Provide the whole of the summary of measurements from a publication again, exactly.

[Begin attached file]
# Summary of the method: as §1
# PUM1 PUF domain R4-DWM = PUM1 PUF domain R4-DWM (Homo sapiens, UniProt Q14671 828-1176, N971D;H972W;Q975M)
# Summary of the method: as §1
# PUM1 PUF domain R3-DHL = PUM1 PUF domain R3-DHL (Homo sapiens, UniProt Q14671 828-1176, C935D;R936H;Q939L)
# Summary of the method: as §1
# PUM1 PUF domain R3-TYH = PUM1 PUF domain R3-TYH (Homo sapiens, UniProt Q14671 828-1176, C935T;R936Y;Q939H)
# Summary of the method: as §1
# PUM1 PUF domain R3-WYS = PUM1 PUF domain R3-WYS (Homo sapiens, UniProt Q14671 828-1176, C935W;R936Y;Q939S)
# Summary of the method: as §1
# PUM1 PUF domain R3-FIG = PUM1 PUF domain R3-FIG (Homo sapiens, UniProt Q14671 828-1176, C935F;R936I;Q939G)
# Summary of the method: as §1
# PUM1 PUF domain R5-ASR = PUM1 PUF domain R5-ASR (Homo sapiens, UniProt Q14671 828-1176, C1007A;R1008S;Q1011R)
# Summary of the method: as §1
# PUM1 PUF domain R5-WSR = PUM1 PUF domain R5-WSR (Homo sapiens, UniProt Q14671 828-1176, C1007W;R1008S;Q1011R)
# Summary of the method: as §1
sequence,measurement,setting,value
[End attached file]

# Summary of the method: as §1
# PUM1 PUF domain R4-DWM = PUM1 PUF domain R4-DWM (Homo sapiens, UniProt Q14671 828-1176, N971D;H972W;Q975M)
# Summary of the method: as §1
# PUM1 PUF domain R3-DHL = PUM1 PUF domain R3-DHL (Homo sapiens, UniProt Q14671 828-1176, C935D;R936H;Q939L)
# Summary of the method: as §1
# PUM1 PUF domain R3-TYH = PUM1 PUF domain R3-TYH (Homo sapiens, UniProt Q14671 828-1176, C935T;R936Y;Q939H)
# Summary of the method: as §1
# PUM1 PUF domain R3-WYS = PUM1 PUF domain R3-WYS (Homo sapiens, UniProt Q14671 828-1176, C935W;R936Y;Q939S)
# Summary of the method: as §1
# PUM1 PUF domain R3-FIG = PUM1 PUF domain R3-FIG (Homo sapiens, UniProt Q14671 828-1176, C935F;R936I;Q939G)
# Summary of the method: as §1
# PUM1 PUF domain R5-ASR = PUM1 PUF domain R5-ASR (Homo sapiens, UniProt Q14671 828-1176, C1007A;R1008S;Q1011R)
# Summary of the method: as §1
# PUM1 PUF domain R5-WSR = PUM1 PUF domain R5-WSR (Homo sapiens, UniProt Q14671 828-1176, C1007W;R1008S;Q1011R)
# Summary of the method: as §1
sequence,measurement,setting,value